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Jun 14, 2024

10 investing tips for beginners

By Team Stash
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Investing can be a powerful tool for your financial growth, but getting started can seem daunting. If you’ve never ventured into the world of trading on the stock market, buying bonds, or investing in funds, it can be tough to know where to even begin. But never fear: even beginners can successfully navigate the world of investing. And once you start, you’ll continue learning and growing your confidence. These 10 tips for beginner investors can help you start your journey.   

10 beginner investment tips:

Investing tip #1: Review your budget

Before you figure out how to start investing, you’ll want to determine how much money you can afford to invest. Take a look at your budget: once all your core expenses are covered each month, how much is left over that you could invest? You don’t need lots of money to start investing, and continuing to invest regularly, even a small amount, can make a big difference. Build investing into your monthly budget so you can increase your portfolio steadily over time.

Also, take a look at any debt you’re carrying. If you have high-interest debt like credit card balances, you may want to prioritize paying it off before devoting money to investments. When your debt is accumulating a lot of interest, the costs can quickly mount, undermining your efforts at growing your money long-term. Plus, paying off debt will free up resources that can be directed into your investments.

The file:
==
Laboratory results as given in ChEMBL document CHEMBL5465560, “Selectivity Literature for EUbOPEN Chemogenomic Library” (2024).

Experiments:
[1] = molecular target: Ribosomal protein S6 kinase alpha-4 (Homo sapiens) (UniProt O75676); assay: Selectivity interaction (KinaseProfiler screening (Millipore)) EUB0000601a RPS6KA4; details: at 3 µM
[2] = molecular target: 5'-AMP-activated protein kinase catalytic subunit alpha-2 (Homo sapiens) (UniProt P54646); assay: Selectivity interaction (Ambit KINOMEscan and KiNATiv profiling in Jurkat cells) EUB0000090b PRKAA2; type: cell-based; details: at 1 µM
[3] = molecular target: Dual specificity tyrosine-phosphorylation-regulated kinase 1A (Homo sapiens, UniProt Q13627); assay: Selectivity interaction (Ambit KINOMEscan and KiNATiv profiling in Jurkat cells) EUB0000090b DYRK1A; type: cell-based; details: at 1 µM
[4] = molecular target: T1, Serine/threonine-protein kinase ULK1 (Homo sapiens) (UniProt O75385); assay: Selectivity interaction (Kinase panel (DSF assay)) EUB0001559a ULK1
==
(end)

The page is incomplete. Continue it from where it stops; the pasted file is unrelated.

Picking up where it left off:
Investing tip #2: Build an emergency fund

An emergency fund acts as a financial safety net, helping you manage unforeseen expenses without going into debt or dipping into your investment accounts. By maintaining a healthy emergency savings, you can avoid derailing your investment strategy or, even worse, having to sell securities at a loss when you need cash in a hurry. You’ll want easy access to your emergency fund in case you need it, so consider stashing that money in a high-yield savings account that earns interest. 

Investing tip #3: Define your investing goals

Investing can help you achieve a variety of outcomes, and understanding your goals will guide your decisions and overall investment strategy. You might invest for a mid-term goal like buying a house or a long-term goal like building a comfortable nest egg in retirement beyond social security. Other goals may include things that bolster your overall financial wellness, like generating passive income, reducing tax liabilities, or combating inflation to maintain your purchasing power. 

It’s common to have multiple investment goals, and you’ll want to consider the timeline for each when deciding how to invest your money. For instance, if you’re multiple decades away from retirement, your investments have more time to recover from potential losses, so you may be willing to take on more risk. On the flip side, you might prioritize more stable investment choices if you’re trying to build up the cash for a downpayment on a house in five years. 

Investing tip #4: Choose the right investment accounts for your goals

There are multiple types of investment accounts, also called investment vehicles, and the right one for you depends on why you’re investing. Each investment vehicle comes with different benefits, restrictions, and tax implications, making it essential to align your choice with your specific goals and time frame.